- Would you be willing to move to a state with lower taxes? (Particularly relevant in 2020.)
Actions you can take as an employee or founder
- Receiving equity in the form of restricted stock or exercising options when they have the lowest cost basis enables you maximum flexibility if you leave a company and affords optimal tax rates on potential gains.
- Transfer your company stock to a trust while the market value is lower and you could significantly reduce any gift transfer taxes and/or reduce your tax liability now and later if donated to a charitable trust. This strategy can also allow you to multiply QSBS eligible gains beyond $10M.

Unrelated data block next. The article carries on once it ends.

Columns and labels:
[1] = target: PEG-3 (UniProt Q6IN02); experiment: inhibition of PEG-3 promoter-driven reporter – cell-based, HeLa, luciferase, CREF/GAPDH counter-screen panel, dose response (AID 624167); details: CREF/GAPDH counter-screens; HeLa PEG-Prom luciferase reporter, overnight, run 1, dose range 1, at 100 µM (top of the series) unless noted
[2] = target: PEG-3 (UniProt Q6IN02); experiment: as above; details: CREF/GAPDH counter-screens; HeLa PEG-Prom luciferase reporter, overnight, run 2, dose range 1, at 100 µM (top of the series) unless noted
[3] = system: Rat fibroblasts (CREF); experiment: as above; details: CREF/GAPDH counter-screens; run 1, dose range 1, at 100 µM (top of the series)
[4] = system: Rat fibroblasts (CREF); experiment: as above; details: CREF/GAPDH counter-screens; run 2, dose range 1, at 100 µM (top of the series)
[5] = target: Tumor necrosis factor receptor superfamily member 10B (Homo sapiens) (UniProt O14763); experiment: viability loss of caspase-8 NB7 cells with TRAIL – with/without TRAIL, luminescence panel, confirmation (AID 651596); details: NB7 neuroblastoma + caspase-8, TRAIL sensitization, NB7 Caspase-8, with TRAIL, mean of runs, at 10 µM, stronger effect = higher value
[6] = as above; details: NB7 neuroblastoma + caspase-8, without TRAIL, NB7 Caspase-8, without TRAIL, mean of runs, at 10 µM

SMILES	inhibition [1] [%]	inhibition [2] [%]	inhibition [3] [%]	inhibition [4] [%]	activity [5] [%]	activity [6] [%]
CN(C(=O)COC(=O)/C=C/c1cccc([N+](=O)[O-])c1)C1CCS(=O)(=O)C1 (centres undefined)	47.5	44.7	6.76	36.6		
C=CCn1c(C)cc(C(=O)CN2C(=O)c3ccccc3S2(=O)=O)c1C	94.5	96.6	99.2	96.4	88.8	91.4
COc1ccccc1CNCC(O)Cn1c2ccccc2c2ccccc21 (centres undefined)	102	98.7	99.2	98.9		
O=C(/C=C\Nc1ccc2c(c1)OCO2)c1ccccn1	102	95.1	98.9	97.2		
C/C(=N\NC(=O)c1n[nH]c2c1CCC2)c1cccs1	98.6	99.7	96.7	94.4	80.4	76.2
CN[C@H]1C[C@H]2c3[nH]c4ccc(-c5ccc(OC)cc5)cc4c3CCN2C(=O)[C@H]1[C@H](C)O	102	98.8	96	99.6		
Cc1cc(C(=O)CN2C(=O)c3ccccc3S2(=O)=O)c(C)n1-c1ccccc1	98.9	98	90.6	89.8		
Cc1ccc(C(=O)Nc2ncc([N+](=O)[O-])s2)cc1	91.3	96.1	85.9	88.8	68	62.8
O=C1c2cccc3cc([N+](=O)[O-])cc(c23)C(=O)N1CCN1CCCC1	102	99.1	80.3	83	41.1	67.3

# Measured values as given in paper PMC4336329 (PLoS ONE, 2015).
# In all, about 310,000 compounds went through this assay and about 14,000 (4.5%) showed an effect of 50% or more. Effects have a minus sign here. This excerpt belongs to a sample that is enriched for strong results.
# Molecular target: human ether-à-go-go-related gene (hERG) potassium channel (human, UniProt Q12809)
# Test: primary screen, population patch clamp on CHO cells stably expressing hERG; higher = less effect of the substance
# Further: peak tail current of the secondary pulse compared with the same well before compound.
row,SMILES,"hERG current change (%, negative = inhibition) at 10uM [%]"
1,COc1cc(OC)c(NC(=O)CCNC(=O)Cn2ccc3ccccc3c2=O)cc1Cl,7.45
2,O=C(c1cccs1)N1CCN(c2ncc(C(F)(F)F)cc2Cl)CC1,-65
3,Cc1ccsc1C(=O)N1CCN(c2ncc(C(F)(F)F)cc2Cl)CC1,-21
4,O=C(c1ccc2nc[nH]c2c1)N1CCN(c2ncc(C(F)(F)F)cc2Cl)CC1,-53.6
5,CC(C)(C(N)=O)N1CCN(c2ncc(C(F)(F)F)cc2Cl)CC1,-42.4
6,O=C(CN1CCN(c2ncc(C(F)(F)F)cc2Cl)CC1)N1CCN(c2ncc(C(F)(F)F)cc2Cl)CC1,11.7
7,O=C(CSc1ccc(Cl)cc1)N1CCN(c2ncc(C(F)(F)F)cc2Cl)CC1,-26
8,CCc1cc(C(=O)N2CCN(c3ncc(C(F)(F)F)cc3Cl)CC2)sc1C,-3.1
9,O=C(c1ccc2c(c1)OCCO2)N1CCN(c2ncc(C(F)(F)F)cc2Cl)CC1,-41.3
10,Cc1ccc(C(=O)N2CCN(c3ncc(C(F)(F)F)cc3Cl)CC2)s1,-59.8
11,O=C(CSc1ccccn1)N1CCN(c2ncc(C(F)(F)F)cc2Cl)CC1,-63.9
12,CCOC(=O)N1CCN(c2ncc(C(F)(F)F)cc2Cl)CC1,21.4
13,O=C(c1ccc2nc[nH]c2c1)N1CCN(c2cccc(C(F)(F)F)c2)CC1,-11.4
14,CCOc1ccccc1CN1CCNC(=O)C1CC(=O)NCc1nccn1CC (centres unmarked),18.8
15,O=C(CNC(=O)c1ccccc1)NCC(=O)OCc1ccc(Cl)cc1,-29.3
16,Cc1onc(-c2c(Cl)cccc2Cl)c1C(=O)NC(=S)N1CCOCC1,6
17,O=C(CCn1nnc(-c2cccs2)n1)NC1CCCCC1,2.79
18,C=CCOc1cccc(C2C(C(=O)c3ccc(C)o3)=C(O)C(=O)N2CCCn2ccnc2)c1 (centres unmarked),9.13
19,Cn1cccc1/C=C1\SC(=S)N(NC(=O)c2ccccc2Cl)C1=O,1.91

- Consider making a large contribution to a Donor Advised Charitable Fund if there is a year when you have a large tax from short-term gains/income related to equity actions. You can take the full deduction in the year of the contribution and give the money away over time.
Whether you are a founder or you have significant equity as an early employee, it can be very complicated and expensive to plan for the tax consequences when a company is acquired. Often, your best course of action is to work with an experienced tax advisor who can provide you with assistance limiting the taxes you’ll owe and preparing to pay the tax required as a result of the acquisition.
By getting professional advice from a CPA that has worked with several startup clients who have gone through various types of acquisitions, IPOs, or other liquidity events, you can keep your tax bill to a minimum and make the most of your shares.